Tag Archives: saint

Saint Saba

St SabaPrayer and simple living characterize the saint Mother Church offers to us today. Saint Saba (439-532) is known for simple things, died at 93 of natural causes, dedicated himself to God; it is said that his vocation was to the anchorite way of life; he’s not a well-educated man. The Byzantine Church calls Saba “the Sanctified.” In monastic circles Saba is honored as being one of the great Patriarchs of Eastern monasticism. Said before on these pages, saints beget saints, Saba was a spiritual son of Saint Euthymius the Great and a collaborator with Saint Theodosius.

Saint Saba was the founder of a now famous lavra named after him in the Kidron Valley, close to Jerusalem, and  Qumran (where the Dead Sea Scrolls were found). Saba’s lavra is the second oldest continually functioning monastery in the world, after that of Saint Catherine on Mount Sinai. Under Saba’s direction  several famous saints are counted, men like Saint John of Damascus.

He is an intercessor for rain, healings, and against temptations from the devil.

A previous post on Abbot Saint Saba is here.

Saint Nahum, prophet

ThNahume Catholic Church honors the Old Testament prophets on canon of saints, they’re listed in the Martyrologium Romanum. Today, the Church liturgical recalls Saint Nahum, the prophet:

Commemoratio sancti Nahum, prophetae, qui Deum praedicavit cursum temporum regentem et populos in iustitia iudicantem.

“The memorial of St. Nahum, the prophet, who preached that God was ruling the path of time and was judging the peoples in justice.”

Have you read from the book of Nahum? Do you know where it is in the Bible? It is between Micah and Habakkuk. He is one of the 12 minor prophets in sacred Scripture. The prophetic message uttered by Nahum differs from other prophets in that he does not issue a call to repentance, nor does he denounce Israel for infidelity to God. Some scholars take Nahum’s work as history.

Historically, there is not much documentation on the Prophet Nahum. His name means “God consoles.” We know that he was from the town Alqosh (what is likely now Galillee) living close to the end of the Assyrian reign. Nahum warns Ninevah of its destruction (612 BC).

Some members of the Church ask Saint Nahum to intercede on behalf of those with mental disorders. The Latin, Byzantine and Armenian Churches honor Nahum on different days.

Saint Tabitha

The Martyrology notes that today the Church venerates liturgically the memory of Saint Tabitha the Widow, who was raised from the dead by the Saint Peter. Most associate the name Tabitha with the TV character on “Bewitched.” However, let’s not just relate a biblical figure with TV fiction. The sacred Scriptures reveal in Acts 9:36 that the dead Tabitha was raised from the dead. Remarkable. Like Lazarus, and others, a follower of the Lord was given life on earth again. She was known to be a virtuous Christian woman belonging to the Christian community situated in Joppa. She was also a widow.

What do we learn from the biblical narrative? “Ask and you shall receive,” the Lord to us. Do we actually believe these words?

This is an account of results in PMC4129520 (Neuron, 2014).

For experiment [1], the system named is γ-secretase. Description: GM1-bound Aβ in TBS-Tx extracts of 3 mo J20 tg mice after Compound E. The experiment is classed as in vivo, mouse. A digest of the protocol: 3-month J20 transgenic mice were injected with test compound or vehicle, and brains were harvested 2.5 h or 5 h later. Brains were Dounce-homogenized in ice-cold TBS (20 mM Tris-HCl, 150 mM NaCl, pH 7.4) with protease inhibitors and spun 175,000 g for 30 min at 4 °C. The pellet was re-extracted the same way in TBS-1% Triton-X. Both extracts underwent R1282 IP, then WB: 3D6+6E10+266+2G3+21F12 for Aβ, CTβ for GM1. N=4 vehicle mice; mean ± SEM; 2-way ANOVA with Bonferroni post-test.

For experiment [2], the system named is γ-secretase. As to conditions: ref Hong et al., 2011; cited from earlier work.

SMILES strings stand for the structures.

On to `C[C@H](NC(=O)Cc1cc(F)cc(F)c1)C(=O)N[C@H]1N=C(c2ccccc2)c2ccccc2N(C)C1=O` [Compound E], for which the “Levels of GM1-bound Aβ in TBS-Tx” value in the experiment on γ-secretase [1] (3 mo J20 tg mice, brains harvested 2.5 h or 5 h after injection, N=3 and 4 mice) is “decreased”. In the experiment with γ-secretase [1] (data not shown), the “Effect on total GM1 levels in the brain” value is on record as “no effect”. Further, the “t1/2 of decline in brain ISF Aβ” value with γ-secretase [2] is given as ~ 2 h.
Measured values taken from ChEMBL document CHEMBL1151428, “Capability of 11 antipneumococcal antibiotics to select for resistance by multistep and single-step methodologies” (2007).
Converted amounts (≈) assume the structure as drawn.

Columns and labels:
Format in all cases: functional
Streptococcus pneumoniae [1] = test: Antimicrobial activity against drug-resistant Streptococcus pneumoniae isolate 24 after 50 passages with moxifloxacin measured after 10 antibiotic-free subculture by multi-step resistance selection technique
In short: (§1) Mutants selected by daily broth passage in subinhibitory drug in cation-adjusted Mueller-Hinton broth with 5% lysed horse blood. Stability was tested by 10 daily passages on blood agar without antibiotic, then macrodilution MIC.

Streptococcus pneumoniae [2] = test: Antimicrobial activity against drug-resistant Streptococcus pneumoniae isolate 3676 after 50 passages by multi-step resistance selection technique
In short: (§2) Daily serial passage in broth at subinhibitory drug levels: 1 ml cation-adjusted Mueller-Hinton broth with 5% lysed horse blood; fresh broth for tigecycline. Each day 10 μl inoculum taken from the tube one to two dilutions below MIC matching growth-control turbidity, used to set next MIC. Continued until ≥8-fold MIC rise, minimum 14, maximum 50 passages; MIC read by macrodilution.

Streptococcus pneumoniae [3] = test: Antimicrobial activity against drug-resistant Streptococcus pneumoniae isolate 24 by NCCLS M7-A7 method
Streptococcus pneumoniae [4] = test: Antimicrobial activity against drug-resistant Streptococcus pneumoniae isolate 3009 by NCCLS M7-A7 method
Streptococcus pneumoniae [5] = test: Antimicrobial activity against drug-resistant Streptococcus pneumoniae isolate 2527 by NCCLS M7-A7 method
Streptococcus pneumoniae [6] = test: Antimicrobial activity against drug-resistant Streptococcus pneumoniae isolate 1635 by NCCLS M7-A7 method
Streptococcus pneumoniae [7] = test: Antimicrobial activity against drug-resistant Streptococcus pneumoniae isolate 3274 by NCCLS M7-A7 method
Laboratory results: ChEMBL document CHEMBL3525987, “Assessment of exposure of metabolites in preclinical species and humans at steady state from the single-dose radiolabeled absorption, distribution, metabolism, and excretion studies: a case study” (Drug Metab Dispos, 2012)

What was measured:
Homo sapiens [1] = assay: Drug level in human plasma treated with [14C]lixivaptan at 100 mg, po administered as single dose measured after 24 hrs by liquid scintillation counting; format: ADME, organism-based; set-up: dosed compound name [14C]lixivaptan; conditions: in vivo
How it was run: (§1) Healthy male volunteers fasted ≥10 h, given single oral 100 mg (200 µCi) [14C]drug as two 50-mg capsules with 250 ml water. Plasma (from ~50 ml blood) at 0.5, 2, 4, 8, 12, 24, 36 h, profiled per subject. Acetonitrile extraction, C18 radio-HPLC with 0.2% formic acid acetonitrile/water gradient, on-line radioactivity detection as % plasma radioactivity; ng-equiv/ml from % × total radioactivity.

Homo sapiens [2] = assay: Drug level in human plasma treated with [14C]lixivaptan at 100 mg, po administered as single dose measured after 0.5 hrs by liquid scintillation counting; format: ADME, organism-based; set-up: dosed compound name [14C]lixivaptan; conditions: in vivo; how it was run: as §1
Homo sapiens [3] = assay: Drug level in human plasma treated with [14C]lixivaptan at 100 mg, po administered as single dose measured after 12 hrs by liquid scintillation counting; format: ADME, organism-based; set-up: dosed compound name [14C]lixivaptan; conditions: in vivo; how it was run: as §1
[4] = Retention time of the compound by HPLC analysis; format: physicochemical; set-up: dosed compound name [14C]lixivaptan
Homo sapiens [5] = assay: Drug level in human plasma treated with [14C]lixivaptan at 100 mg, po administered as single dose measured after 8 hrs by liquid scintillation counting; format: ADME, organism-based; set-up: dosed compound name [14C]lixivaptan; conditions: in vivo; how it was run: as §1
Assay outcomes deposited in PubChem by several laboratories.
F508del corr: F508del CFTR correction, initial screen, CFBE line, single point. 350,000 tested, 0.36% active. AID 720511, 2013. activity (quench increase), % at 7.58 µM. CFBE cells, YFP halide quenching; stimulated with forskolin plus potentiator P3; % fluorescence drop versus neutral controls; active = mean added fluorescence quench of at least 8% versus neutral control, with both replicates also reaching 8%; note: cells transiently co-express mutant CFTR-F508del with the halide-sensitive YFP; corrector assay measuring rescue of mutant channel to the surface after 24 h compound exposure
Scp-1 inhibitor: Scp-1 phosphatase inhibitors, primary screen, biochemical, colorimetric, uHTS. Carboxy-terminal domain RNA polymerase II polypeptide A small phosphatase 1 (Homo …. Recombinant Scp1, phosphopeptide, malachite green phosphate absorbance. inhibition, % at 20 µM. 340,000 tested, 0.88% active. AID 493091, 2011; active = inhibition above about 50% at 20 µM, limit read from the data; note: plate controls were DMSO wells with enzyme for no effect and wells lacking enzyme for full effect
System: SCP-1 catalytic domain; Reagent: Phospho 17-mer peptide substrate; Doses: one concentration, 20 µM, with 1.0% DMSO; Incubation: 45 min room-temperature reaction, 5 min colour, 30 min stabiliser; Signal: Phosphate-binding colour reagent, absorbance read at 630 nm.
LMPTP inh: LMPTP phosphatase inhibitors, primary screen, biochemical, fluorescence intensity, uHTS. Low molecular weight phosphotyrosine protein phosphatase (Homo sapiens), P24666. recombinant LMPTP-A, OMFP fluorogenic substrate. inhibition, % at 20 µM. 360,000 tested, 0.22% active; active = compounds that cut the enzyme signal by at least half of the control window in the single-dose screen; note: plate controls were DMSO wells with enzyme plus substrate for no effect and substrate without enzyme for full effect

Hence, on a bended knee, Peter prayed that the Lord would restore Tabitha to life. After prayer, Peter went to the bed and called out, “Tabitha, get up!” She arose, completely healed.

Saint Tabitha is the patron saint of tailors and seamstresses because she was known for sewing coats and other garments (Acts 9:39). Let’s live this pericope.

Saint Anthony Mary Claret

Mosaic of Anthony Claret Rupnik



The love of Christ arouses us, urges us to run, and to fly, lifted on the wings of holy zeal. The zealous man desires and achieve all great things and he labors strenuously so that God may always be better known, loved and served in this world and in the life to come, for this holy love is without end.

Saint Anthony Mary Claret
Reading II, Office of Readings

Lights From the East, Pray For Us!

James Michael Thompson has a new book, Lights From the East, Pray For Us!  This is his second.

Published by Liguori Publications, so pre-order now.

The book provides a brief biography, a scripture reading, a reflection, a prayer, and a hymn for fifteen saints from the Eastern Churches. Lights From the East presents the Church’s incredible riches of some of the saints to English speakers, by giving the reader icons, biographies, Scripture, reflections, translated quotations from the service that honors the saint, prayers, and original hymns set to Rusyn or Galician melodies.

Thompson covers saints of the Old and New Testaments, Prophet Daniel and the Three Holy Youths, the First-Martyr and Equal-to-the-Apostles Thecla, Martyr Barbara, Macrina the Younger, Sabbas, Xenophon & Mary, and their sons, Arcadius & John, Cyril & Methodius, Theodosius of the Monastery of the Caves in Kiev, David of Thessalonica, Maximus the Confessor John Chrysostom, John of Damascus, Martyrs of the Twentieth Century.

The forward is by the Rev. Dr. Peter Galadza of the Sheptytsky Institue for Eastern Christian Studies.

J. Michael Thompson of Pittsburgh is a well-known choral director, liturgical scholar and practioner. One of his major works has been the Schola Cantorum of St. Peter the Apostle of which he is the founder and artistic director. Thompson has served as professor of ecclesiastical chant at the Byzantine Catholic Seminary of Saints Cyril and Methodius in Pittsburgh and was the cantor/ director of music at the Byzantine Catholic Cathedral of Saint John the Baptist in Munhall, Pennsylvania.

About the author

Paul A. Zalonski is from New Haven, CT. He is a member of the Fraternity of Communion and Liberation, a Catholic ecclesial movement, and an Oblate of Saint Benedict. Contact Paul at paulzalonski[at]yahoo.com.
coat of arms



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